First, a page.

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StephenVance 270'Shoreline erosion' is a term that we can expect to hear and read with significant frequency in the coming months, and possibly years, and at council's first meeting of the new year a comprehensive update was provided by staff, outlining the challenges facing the municipality thanks to high water levels in the bay.

If you've spent any time near the shoreline in recent months you've no doubt seen some of the more obvious damage. Memorial Park has seen significant damage along its shoreline, and Fred Raper Park has been fenced off with orange snow-fencing aimed at keeping residents out of the park this winter after a continuing accumulation of gravel, rocks, and driftwood along with other debris in the park is burying the playground equipment.

In the spring municipal staff will clear the debris from the park, and while staff would like to remove the playground equipment for the foreseeable future in anticipation of the high water levels hanging around for the next couple of years, several members of council have expressed a desire to retain the playground equipment at Meaford's prime waterfront park if at all possible. My guess is that the playground equipment will indeed be removed and moved to another park until the water levels begin to recede.

Municipally owned properties aside, there are a number of waterfront residents who are also experiencing damage along their shoreline, and repairs will be costly. Where the money will come from for municipalities and shoreline residents is anyone's guess at this point. Council was told on Monday that the shoreline erosion that we've been experiencing doesn't qualify for provincial assistance, so the municipality will be leaning on MPP Bill Walker to help find a way for some financial assistance for this problem.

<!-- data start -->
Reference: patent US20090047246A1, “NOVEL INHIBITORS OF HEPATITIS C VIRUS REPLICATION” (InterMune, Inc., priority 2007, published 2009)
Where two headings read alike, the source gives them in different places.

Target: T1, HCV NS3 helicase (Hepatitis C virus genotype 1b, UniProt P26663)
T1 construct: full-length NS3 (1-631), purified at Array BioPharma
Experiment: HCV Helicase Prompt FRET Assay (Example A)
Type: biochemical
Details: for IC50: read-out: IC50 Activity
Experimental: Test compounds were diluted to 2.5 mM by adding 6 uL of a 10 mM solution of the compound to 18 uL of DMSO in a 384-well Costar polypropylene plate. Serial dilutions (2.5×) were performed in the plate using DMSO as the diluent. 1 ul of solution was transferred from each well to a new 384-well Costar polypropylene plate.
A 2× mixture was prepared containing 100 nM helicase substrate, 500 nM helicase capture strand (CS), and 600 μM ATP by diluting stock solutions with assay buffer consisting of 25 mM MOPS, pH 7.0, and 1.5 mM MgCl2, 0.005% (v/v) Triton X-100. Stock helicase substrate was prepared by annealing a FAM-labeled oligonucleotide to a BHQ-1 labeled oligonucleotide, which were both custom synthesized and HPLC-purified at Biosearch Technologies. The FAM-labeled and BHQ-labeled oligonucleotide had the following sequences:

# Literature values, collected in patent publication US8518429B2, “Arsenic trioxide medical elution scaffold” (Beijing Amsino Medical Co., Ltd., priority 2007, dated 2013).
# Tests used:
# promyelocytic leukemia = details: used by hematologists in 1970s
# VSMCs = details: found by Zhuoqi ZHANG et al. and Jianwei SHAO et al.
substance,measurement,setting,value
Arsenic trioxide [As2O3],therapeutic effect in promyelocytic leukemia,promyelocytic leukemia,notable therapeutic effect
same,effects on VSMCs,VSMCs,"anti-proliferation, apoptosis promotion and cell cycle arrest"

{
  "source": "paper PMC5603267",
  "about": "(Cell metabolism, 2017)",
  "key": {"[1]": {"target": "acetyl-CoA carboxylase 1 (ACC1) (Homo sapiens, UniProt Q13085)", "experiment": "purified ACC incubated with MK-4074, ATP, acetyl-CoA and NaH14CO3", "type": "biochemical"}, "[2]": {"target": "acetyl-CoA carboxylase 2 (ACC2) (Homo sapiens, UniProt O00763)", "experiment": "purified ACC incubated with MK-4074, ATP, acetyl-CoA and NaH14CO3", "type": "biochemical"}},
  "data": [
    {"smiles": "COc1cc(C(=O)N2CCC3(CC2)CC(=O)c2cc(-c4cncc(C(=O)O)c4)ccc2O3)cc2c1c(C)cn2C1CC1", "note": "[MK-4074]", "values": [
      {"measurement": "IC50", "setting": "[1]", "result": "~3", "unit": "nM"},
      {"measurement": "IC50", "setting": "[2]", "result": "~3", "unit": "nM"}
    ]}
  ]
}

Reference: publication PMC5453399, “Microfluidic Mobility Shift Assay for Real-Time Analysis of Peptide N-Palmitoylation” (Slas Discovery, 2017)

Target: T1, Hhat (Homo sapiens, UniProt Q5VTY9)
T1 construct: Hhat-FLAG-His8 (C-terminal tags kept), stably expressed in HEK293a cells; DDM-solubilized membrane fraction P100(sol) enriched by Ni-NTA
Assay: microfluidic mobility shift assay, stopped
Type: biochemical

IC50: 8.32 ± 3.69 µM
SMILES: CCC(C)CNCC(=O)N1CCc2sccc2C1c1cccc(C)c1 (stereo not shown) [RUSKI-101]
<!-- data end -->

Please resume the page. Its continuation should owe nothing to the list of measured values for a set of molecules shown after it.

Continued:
As we have seen with the community's response to a proposed pumped storage plant on the tank range, our bay is of prime importance to our residents and visitors alike. Many would argue that Nottawasaga Bay is one of this municipality's greatest assets, but that asset doesn't play by our rules, it plays by nature's rules, and in my life's experience, nature typically wins.

We are a waterfront community, and while we most often reap the benefits of being a waterfront town (fishing, boating, tourism), currently we are paying a price for our waterfront location, and I suspect the costs will mount as winter turns to spring, and spring turns to summer.

Meaford isn't alone of course. Many waterfront communities are dealing with the very same issues. In fact, over the weekend I saw photos from Lion's Head: their iconic little lighthouse was completely demolished during the most recent storm leaving nothing but a pile of broken pieces on their shore. The shoreline damage that is being caused by the current elevated water levels is far-reaching, and I suspect that the province will have no choice but to find a way to help fund repairs and rehabilitation efforts in the years to come.

Our local government has certainly been taking the issue seriously, and they have been proactive from the beginning. In fact, neighbouring municipalities will be modelling their own response to the issue on what Meaford has done to this point, council was told on Monday.

There's a long road ahead, and it will be frustrating and costly, but if we're going to go to battle against Mother Nature, frustrations and high costs are simply part of the deal.


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